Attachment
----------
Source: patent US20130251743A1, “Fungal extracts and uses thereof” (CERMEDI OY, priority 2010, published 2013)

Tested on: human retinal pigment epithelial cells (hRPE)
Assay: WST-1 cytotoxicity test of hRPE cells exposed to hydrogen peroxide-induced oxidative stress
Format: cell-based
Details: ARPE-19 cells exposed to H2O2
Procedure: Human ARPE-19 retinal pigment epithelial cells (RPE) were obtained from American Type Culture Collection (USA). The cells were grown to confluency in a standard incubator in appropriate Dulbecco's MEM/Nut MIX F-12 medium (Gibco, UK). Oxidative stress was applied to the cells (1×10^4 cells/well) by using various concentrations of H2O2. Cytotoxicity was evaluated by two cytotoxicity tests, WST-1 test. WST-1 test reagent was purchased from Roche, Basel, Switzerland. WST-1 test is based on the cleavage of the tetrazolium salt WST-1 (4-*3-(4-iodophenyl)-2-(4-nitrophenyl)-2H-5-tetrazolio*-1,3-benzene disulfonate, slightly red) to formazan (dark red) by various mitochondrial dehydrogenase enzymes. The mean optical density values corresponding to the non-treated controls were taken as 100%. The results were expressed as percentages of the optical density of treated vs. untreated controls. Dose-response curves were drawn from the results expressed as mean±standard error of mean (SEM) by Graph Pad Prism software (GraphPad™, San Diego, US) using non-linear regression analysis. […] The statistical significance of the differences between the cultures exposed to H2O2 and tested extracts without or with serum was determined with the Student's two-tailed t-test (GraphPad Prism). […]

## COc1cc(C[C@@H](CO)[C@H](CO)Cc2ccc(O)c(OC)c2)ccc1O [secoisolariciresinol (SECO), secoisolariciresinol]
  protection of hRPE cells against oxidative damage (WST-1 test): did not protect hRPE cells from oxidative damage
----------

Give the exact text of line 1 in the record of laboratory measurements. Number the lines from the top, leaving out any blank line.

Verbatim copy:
Source: patent US20130251743A1, “Fungal extracts and uses thereof” (CERMEDI OY, priority 2010, published 2013)